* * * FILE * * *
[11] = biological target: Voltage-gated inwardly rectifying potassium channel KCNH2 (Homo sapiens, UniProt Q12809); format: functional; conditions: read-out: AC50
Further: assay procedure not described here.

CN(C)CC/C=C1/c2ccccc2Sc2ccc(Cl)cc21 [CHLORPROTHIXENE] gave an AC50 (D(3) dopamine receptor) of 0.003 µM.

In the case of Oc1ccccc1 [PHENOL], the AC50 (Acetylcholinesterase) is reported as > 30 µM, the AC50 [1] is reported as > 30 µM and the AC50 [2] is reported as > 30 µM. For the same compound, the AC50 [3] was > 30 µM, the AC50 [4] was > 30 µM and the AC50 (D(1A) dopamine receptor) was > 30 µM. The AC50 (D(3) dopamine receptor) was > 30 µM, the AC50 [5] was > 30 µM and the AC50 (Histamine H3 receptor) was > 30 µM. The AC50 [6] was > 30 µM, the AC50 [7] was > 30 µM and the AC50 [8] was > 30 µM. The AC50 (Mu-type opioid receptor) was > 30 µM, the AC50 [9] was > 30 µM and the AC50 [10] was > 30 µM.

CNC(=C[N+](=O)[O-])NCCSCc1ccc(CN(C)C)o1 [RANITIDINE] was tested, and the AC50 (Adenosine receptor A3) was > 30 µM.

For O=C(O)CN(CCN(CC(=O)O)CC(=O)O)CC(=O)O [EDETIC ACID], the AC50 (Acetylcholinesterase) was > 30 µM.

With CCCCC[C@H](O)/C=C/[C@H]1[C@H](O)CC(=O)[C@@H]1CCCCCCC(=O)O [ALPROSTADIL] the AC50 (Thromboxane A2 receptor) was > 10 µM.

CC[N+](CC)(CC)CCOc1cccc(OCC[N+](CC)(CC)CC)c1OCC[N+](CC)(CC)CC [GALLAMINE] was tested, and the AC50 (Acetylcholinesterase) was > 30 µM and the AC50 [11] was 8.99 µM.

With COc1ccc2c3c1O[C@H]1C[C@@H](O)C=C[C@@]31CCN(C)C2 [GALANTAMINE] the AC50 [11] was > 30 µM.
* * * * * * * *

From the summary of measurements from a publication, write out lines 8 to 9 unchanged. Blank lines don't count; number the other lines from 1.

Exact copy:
CC[N+](CC)(CC)CCOc1cccc(OCC[N+](CC)(CC)CC)c1OCC[N+](CC)(CC)CC [GALLAMINE] was tested, and the AC50 (Acetylcholinesterase) was > 30 µM and the AC50 [11] was 8.99 µM.

With COc1ccc2c3c1O[C@H]1C[C@@H](O)C=C[C@@]31CCN(C)C2 [GALANTAMINE] the AC50 [11] was > 30 µM.